Debbie Payne-Turner

Kathryn G . Roberts, Ph.D., Yongjin Li, Ph.D., Debbie Payne-Turner, B.S., Richard C. Harvey, Ph.D., Yung-Li Yang, M.D., Deqing Pei, M.S., Kelly McCastlain, B.S., Li Ding, Ph.D., Charles Lu, Ph.D., Guangchun Melody, M.S., Jing Ma, Ph.D., Jared Becksfort, M.S., Michael Rusch, B.A., Shann-Ching Chen, Ph.D., John Easton, Ph.D., Jinjun Cheng, M.D., Kristy Boggs, Ph.D., Natalia Santiago-Morales, B.S., Ilaria Iacobucci, Ph.D., Robert S. Fulton, Ph.D., Wen Ji, Ph.D., Marcus Valentine, B.A., Cheng Cheng, Ph.D., Steven W. Paugh, Ph.D., Meenakshi Devidas, Ph.D., I-Ming Chen, D.V.M., Shalini Reshmi, Ph.D., Amy Smith, B.S., Erin Hedlund, Ph.D., Pankaj Gupta, M.S., Panduka Nagahawatte, M.S., Gang Wu, Ph.D., Xiang Chen, Ph.D., Donald Yergeau, Ph.D., Bhavin Vadodaria, B.A., Heather Mulder, B.S., Naomi J.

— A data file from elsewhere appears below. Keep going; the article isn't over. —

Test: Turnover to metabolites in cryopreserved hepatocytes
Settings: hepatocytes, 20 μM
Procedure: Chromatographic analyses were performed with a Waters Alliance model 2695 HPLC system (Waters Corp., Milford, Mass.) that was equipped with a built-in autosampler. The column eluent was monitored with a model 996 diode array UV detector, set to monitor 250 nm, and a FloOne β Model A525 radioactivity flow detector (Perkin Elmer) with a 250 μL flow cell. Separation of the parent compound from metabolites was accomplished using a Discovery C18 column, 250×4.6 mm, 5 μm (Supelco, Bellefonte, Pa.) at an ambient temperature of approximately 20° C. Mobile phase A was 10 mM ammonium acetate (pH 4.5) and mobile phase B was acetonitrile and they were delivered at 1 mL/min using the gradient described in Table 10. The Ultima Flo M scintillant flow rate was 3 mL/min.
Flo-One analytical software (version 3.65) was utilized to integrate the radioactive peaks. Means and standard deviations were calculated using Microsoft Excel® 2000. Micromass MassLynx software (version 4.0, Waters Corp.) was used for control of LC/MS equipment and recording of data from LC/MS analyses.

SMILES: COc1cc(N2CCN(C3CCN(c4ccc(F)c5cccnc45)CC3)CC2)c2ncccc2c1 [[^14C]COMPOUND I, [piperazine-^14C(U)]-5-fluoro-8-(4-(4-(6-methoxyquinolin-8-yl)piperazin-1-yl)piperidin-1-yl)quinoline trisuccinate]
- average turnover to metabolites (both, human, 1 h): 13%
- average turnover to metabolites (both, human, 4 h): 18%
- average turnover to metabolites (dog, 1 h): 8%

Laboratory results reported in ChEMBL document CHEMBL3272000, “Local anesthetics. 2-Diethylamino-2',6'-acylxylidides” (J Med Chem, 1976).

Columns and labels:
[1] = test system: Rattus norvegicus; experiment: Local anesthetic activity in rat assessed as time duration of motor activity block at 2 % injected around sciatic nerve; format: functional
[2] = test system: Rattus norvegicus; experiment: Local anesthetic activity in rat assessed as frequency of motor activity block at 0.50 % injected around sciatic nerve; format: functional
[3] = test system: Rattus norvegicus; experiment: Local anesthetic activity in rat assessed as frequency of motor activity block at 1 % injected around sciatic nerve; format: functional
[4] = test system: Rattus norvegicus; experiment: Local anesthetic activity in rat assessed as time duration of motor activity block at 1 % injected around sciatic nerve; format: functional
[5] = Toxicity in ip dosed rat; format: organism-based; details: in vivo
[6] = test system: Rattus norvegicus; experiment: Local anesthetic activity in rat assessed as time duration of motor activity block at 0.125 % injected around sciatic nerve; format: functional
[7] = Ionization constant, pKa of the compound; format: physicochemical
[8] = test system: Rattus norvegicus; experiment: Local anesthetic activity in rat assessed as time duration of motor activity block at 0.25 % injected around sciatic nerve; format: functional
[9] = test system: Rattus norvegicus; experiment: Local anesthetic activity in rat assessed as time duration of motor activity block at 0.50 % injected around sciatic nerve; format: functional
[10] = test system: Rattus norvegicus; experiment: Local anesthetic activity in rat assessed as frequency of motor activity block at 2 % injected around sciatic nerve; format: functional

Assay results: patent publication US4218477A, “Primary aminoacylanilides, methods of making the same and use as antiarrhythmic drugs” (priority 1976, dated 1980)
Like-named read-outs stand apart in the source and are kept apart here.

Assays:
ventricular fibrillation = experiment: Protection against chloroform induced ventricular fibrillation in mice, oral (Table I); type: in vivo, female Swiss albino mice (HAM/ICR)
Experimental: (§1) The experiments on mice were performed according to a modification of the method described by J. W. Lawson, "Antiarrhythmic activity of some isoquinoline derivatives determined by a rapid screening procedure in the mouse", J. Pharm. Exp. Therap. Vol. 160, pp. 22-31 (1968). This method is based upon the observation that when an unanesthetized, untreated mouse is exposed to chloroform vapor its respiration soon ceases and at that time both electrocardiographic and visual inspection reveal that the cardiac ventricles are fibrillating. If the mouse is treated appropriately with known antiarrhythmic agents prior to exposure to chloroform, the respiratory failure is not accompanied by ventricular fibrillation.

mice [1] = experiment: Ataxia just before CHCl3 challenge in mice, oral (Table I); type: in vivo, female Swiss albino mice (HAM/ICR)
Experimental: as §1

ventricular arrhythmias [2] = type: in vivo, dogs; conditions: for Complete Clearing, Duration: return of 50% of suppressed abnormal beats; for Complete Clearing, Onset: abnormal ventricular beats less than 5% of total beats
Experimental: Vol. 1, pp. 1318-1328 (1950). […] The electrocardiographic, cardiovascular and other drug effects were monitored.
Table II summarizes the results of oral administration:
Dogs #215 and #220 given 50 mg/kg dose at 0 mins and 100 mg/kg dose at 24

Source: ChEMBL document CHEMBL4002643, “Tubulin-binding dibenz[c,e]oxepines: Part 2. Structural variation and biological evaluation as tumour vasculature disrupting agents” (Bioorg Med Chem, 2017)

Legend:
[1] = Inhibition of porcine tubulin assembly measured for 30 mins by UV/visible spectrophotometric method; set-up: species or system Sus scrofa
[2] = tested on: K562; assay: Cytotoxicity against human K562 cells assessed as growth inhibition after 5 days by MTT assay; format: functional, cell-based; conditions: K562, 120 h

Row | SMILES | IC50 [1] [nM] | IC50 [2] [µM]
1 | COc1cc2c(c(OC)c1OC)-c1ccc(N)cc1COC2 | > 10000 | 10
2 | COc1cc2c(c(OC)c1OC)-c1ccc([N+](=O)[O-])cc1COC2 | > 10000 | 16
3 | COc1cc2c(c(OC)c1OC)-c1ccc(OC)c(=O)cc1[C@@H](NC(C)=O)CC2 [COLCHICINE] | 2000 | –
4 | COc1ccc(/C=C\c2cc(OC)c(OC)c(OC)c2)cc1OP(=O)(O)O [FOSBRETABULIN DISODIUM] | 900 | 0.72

However the scholarly study only found an association between your presence of moles and melanoma risk. It did not prove cause and effect.. Count the Moles on your own Arm to Predict Melanoma Risk?: – MONDAY, Oct. 19, 2015 – – Having 11 moles or even more on your best arm might reveal higher risk of melanoma, British experts say. The study results could help doctors more easily identify patients at highest risk for the potentially deadly pores and skin cancer, according to researchers from King’s College London. The findings could have a significant impact for primary treatment, allowing [primary treatment doctors] to more accurately estimate the total amount of moles in a patient extremely quickly through an easy to get at body part. This would imply that more patients vulnerable to melanoma could be identified and monitored, study lead writer Simone Ribero, of the section of twin study and genetic epidemiology, said in a college information release.